KIA INCIDENT: 20120119 HMH-363 Operation ENDURING FREEDOM

Brothers (& Sisters) Killed in Action in USMC Helicopters or while assigned to USMC Helicopter or Tiltrotor Squadrons

20120119 HMH-363 Operation ENDURING FREEDOM

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Incident Date 20120119 HMH-363 CH-53D - BuNo 157174 - - Crash in rough terrain - Helmand Province

[CREW]
Stites, Jesse W Cpl Crew HMH-363 MAG-24/1stMAW/3rdMEF 2012-01-19
Riddick, Travis W MSgt Crew Chief HMH-363 MAG-24/1stMAW/3rdMEF 2012-01-19
Reinhard, Kevin J Cpl Crew HMH-363 MAG-24/1stMAW/3rdMEF 2012-01-19
McHone, Nathan R Capt Pilot HMH-363 MAG-24/1stMAW/3rdMEF 2012-01-19
Logan, Joseph D Cpl Crew HMH-363 MAG-24/1stMAW/3rdMEF 2012-01-19
Bartle, Daniel Benjamin Capt Pilot HMH-363 MAG-24/1stMAW/3rdMEF 2012-01-19

23 : NORTH BEACH : MD : crash in Helmand Province, Afghanistan
40 : CENTERVILLE : IA ; crash in Helmand Province, Afghanistan
25 : COLONIA : NJ : crash in Helmand Province, Afghanistan
29 : CRYSTAL LAKE : IL : crash in Helmand Province, Afghanistan
22 : WILLIS : TX : crash in Helmand Province, Afghanistan
27 : FERNDALE : WA : crash in Helmand Province, Afghanistan : b. 9APR1984 :

Aviation Safety Network

Date: 19-JAN-2012
Time: 23:58
Type:
Sikorsky CH-53D Sea Stallion

Owner/operator: HMH-363 USMC
Registration: 157174
C/n / msn: 65-300
Fatalities: Fatalities: 6 / Occupants:
Other fatalities: 0
Airplane damage: Written off (damaged beyond repair)
Location: Helmand Province - Afghanistan

Phase: Combat
Nature: Military
Departure airport:
Destination airport:
Narrative:
A helicopter crash in southern Afghanistan has killed six NATO troops, according to news reports.

The crash involved a U.S. Marine CH-53 Sea Stallion of HMH-363 "Red Lions". A spokesman for NATO's International Security Assistance Force said six died in the crash. Neither the number nor the nationalities of those on board have been confirmed.
Update at 8:13 p.m. ET: The six troops who died were U.S. Marines, NBC News reports.

The helicopter crashed about midnight local time (2:30 p.m. Eastern) in Helmand province. The cause of the crash is not known. The spokesman said there was no enemy activity in the area at the time.

The release did not say how many were on the helicopter, or if any others were injured.

All the Marine Corps' Vietnam War-era Sea Stallion helicopters are based out of Kaneohe Bay. Marine Heavy Helicopter Squadron 363 out of Hawaii deployed to Afghanistan in August, replacing another Hawaii unit, Marine Heavy Helicopter Squadron 463.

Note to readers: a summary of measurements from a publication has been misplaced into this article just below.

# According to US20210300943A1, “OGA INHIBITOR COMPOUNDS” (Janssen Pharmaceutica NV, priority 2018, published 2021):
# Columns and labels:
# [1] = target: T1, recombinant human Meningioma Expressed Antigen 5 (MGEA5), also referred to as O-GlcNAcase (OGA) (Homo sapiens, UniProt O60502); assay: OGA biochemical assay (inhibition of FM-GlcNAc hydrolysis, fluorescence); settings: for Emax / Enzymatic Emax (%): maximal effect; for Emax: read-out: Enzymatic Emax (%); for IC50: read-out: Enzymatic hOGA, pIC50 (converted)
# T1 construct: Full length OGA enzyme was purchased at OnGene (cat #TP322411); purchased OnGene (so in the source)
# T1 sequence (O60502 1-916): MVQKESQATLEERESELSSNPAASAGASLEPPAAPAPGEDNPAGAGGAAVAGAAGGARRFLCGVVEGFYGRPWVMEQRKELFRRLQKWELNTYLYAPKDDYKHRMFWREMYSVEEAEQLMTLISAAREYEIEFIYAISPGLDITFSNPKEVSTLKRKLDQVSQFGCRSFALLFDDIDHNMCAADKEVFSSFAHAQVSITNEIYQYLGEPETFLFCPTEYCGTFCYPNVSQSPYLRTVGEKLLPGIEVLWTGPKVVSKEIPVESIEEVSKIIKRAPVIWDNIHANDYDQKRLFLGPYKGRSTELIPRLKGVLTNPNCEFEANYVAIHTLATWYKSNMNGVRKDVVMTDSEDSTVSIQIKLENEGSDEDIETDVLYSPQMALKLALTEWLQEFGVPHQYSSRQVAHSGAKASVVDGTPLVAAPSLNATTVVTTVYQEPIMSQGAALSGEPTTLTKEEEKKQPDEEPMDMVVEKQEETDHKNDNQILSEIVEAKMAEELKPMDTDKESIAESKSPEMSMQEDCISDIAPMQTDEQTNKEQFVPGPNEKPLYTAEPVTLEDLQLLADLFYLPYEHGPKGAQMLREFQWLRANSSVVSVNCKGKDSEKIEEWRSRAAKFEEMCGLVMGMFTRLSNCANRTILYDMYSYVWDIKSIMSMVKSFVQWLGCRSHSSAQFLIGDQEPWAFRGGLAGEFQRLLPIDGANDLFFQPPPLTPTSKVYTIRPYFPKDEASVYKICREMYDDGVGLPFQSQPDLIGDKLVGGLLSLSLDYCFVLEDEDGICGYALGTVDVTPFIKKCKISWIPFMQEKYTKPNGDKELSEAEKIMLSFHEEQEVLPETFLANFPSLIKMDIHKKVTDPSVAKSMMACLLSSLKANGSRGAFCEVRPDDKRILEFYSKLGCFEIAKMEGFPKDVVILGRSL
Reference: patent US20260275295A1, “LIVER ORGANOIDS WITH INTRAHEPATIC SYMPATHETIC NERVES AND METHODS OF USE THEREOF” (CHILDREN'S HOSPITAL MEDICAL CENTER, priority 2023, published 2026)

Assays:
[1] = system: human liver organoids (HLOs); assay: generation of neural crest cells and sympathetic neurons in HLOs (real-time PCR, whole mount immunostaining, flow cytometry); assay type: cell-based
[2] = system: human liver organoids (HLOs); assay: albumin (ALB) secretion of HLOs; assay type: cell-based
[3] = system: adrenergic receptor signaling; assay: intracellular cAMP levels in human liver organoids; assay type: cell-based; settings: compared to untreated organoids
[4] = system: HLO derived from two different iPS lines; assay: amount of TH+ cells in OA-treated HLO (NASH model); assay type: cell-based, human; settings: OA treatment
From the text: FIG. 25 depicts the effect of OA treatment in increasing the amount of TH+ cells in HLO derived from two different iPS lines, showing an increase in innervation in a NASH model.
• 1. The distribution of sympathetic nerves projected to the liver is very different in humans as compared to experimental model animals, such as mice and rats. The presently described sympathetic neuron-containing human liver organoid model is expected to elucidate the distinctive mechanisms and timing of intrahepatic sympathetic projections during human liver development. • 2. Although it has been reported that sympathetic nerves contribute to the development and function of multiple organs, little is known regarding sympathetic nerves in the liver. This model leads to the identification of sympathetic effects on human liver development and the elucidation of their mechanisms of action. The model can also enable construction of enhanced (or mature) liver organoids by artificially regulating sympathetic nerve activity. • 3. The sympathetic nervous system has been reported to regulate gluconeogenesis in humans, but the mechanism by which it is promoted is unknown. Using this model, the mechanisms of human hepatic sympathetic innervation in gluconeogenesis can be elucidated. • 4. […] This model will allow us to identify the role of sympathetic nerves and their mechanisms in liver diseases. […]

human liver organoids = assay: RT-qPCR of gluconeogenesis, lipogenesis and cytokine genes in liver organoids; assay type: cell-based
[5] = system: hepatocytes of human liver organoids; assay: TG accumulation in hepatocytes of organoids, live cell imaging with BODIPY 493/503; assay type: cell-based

Marine Corps Base Hawaii referred questions to U.S. Central Command in Florida, which has command responsibility for Afghanistan. Officials there were not immediately able to provide more information.

Source: Aviation Safety Network
Submitted by: Alan H Barbour, Historian, Researcher, USMC Combat Helicopter Association, 20141204

Official DOD information

The Defense Department on Saturday identified the six Marines killed earlier this week in a helicopter crash in Helmand province, Afghanistan.

The Marines were identified as:

• Capt. Daniel B. Bartle, 27, of Ferndale, Wash. The Baltimore Sun reported Saturday that Bartle was a recent graduate of the Naval Academy.

• Capt. Nathan R. McHone, 29, of Crystal Lake, Ill.

• Master Sgt. Travis W. Riddick, 40, of Centerville, Iowa.

• Cpl. Jesse W. Stites, 23, of North Beach, Md.

• Cpl. Kevin J. Reinhard, 25, of Colonia, N.J.

• Cpl. Joseph D. Logan, 22, of Willis, Texas.

The Marines died Thursday when their helicopter went down in Helmand. The Taliban claimed it shot down a helicopter Thursday, but coalition forces said there is no indication the helicopter was hit by enemy fire.

German Brig. Gen. Carsten Jacobson, a spokesman for the NATO coalition in Kabul, said Friday that officials were looking at a “technical fault” as the possible culprit.

“The helicopter is one of the safest forms of transport,” Jacobson said.

The Marines were assigned to Marine Heavy Helicopter Squadron 363, Marine Aircraft Group 24, 1st Marine Aircraft Wing, III Marine Expeditionary Force, out of Kaneohe Bay, Hawaii.

HMH-363’s “Red Lions” deployed to Afghanistan in August, replacing Hawaii’s HMH-463. The squadrons have performed medium-lift missions, ferrying troops and equipment around the battlefield.

Lt. Col. Mark Revor, commander of Marine Heavy Helicopter Squadron 363, confirmed in a statement Friday that the Marines were from HMH-363.

Submitted by: Alan H Barbour, Historian, 20141204